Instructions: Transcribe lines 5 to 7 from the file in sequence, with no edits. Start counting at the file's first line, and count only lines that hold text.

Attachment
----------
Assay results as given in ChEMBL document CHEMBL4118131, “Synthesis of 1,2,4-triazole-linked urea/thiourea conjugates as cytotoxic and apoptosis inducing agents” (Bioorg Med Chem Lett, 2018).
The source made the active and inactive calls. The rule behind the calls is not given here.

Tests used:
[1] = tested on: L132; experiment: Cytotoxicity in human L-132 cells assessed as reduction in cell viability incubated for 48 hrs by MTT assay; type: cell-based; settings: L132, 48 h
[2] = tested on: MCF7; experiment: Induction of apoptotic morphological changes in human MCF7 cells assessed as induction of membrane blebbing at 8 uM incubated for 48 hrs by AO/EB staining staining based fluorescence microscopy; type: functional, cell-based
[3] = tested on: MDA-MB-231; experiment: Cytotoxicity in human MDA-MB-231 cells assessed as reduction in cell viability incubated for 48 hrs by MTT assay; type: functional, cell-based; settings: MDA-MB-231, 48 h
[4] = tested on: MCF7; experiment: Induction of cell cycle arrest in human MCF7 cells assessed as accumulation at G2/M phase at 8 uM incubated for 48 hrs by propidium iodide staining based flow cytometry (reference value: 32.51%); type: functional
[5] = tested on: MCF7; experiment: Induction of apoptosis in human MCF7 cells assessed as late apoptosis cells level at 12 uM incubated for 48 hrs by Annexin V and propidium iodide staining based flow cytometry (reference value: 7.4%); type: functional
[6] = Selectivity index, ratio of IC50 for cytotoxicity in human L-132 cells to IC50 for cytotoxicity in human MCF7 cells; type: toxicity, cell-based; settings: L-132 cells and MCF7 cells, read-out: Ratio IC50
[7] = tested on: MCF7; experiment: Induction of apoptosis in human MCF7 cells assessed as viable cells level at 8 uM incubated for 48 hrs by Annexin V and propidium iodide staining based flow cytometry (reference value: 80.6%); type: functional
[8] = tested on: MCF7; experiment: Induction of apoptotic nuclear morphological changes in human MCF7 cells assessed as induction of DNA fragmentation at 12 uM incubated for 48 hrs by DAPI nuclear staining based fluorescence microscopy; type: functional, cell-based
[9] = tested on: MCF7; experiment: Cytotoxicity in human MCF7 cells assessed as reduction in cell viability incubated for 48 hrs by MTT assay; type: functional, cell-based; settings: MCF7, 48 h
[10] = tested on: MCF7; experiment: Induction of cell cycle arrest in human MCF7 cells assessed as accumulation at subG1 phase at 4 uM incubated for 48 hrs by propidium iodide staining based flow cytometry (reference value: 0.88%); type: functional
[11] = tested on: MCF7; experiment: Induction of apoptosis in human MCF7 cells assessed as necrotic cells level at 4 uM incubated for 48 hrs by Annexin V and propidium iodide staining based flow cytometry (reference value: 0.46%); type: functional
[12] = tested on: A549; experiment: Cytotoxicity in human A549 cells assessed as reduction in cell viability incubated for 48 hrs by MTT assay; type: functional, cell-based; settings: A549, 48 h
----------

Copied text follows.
[2] = tested on: MCF7; experiment: Induction of apoptotic morphological changes in human MCF7 cells assessed as induction of membrane blebbing at 8 uM incubated for 48 hrs by AO/EB staining staining based fluorescence microscopy; type: functional, cell-based
[3] = tested on: MDA-MB-231; experiment: Cytotoxicity in human MDA-MB-231 cells assessed as reduction in cell viability incubated for 48 hrs by MTT assay; type: functional, cell-based; settings: MDA-MB-231, 48 h
[4] = tested on: MCF7; experiment: Induction of cell cycle arrest in human MCF7 cells assessed as accumulation at G2/M phase at 8 uM incubated for 48 hrs by propidium iodide staining based flow cytometry (reference value: 32.51%); type: functional